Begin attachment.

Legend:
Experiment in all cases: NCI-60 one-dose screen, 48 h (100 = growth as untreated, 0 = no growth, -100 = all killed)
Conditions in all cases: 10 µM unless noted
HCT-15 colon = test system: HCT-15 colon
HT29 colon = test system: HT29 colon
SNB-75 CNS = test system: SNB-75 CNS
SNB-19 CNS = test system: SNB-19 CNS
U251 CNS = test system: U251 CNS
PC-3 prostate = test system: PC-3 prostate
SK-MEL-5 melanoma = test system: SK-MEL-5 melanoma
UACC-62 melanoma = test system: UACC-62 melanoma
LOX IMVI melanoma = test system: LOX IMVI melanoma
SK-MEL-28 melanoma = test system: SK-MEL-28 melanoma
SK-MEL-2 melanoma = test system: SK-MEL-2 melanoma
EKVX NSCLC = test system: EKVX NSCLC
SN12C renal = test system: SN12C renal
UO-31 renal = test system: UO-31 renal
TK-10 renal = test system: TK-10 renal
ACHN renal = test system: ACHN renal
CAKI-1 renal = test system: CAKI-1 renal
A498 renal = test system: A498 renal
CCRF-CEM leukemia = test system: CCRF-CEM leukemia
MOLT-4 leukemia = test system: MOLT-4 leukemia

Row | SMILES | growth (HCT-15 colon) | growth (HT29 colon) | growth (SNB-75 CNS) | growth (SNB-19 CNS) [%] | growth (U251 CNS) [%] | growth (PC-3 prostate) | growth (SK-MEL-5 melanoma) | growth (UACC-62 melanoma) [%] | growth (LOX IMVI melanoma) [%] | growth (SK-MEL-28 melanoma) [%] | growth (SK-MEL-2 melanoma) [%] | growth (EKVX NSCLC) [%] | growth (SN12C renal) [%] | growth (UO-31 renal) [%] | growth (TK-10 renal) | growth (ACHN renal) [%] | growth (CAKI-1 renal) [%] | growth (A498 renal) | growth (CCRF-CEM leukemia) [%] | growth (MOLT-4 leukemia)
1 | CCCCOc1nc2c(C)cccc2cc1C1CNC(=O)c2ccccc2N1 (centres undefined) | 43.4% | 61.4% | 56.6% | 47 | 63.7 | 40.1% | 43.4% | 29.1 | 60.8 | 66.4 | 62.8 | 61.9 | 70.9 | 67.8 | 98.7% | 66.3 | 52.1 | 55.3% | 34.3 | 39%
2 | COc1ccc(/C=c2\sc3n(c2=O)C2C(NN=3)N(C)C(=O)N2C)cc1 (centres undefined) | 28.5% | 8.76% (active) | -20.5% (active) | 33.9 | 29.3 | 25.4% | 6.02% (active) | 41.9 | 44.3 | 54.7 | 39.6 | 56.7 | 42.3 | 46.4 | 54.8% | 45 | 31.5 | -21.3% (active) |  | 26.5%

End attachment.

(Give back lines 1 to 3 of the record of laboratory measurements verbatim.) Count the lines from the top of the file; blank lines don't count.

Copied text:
Legend:
Experiment in all cases: NCI-60 one-dose screen, 48 h (100 = growth as untreated, 0 = no growth, -100 = all killed)
Conditions in all cases: 10 µM unless noted